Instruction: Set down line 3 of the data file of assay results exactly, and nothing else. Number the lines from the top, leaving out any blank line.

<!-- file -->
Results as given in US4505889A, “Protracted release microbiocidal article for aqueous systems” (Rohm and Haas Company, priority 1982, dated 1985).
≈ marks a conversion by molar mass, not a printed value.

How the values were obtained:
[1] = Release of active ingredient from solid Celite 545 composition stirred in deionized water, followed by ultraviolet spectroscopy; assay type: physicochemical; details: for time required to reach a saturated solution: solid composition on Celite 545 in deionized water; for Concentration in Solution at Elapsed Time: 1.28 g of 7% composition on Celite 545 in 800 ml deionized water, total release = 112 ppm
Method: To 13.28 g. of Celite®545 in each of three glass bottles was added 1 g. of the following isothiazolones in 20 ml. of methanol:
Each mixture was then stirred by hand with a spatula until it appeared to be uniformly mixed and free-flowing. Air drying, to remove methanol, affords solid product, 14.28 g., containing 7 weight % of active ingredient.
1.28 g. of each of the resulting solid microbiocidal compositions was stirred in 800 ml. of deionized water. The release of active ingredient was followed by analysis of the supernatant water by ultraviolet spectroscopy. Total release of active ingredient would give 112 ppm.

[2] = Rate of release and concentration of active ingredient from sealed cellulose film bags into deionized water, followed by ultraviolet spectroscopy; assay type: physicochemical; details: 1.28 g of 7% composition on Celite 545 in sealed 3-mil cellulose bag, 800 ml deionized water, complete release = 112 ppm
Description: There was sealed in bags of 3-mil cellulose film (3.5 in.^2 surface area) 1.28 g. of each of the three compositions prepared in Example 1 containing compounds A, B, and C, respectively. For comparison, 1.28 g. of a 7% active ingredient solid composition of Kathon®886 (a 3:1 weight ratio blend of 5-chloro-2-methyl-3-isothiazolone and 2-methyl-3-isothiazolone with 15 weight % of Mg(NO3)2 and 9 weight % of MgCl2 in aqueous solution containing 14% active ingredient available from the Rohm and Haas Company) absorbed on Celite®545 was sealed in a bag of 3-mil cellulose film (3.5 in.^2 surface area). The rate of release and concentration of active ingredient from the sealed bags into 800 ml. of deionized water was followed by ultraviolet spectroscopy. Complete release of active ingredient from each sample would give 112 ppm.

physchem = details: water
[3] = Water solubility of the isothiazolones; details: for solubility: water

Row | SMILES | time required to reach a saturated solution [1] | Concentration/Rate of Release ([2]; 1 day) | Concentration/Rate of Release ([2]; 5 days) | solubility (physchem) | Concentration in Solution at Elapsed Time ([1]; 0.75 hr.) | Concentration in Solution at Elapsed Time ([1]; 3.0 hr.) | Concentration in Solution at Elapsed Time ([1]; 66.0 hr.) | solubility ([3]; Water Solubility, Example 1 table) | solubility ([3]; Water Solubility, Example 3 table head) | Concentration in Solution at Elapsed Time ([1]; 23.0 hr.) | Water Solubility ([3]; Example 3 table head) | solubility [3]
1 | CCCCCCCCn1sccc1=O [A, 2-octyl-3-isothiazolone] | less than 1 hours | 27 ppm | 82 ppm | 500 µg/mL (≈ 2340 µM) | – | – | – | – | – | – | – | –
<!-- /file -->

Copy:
How the values were obtained: